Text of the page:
There can no longer be any doubt that all of these figures were themselves believing Christians. Their involvement in the ecclesiastical struggles of their time gives evidence too clear to be denied that they cared deeply about how such disputes were resolved, and on grounds of principle rather than self- interest.[[155]] Yet the ambivalences of their traditionalism, occasioned by their fidelity to ideals of class and culture, have led some modern scholars to see an allegiance to paganism, open or covert, in both Boethius and Cassiodorus. In the latter case, the accusation is simply preposterous, but it is more plausible in the case of Boethius.[[156]]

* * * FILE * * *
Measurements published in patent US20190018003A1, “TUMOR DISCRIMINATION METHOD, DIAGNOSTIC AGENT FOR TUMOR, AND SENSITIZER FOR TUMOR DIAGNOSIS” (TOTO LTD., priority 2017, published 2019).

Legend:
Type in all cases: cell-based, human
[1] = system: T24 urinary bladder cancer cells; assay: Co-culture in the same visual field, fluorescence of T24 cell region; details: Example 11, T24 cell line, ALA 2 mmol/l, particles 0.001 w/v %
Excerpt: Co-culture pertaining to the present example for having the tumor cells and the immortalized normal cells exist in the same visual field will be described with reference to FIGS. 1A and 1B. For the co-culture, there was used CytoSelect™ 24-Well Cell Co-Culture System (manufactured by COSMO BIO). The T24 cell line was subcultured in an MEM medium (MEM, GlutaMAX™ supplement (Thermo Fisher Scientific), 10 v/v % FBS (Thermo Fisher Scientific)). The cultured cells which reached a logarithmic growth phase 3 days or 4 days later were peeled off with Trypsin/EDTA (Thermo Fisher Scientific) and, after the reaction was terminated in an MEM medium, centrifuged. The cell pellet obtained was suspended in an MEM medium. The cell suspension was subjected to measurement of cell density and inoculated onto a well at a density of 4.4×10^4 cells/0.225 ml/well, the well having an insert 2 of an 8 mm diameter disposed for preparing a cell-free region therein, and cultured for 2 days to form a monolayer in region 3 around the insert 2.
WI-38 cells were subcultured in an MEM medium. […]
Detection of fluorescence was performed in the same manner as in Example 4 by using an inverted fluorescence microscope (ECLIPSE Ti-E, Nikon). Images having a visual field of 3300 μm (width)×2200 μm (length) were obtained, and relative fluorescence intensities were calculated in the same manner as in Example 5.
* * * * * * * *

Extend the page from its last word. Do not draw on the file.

Boethius, despite his active involvement in theological politics, had no difficulty in pursuing his own true career as a philosopher. According to the most credible recent scholarship, he may have studied in the Platonic school at Alexandria, under teachers who were not Christian but occasionally quarreled over abstruse points with Christian thinkers.[[157]] Some of the controversial positions of these non-Christian teachers seem to be represented, moreover, in Boethius' own work.[[158]] His great project was to translate all of Plato and Aristotle into Latin, provide commentaries, and demonstrate the essential harmony of their two systems.[[159]] Deflected in that purpose, he found himself under house arrest far from home, and sought to pass the time composing the famous Consolatio Philosophiae.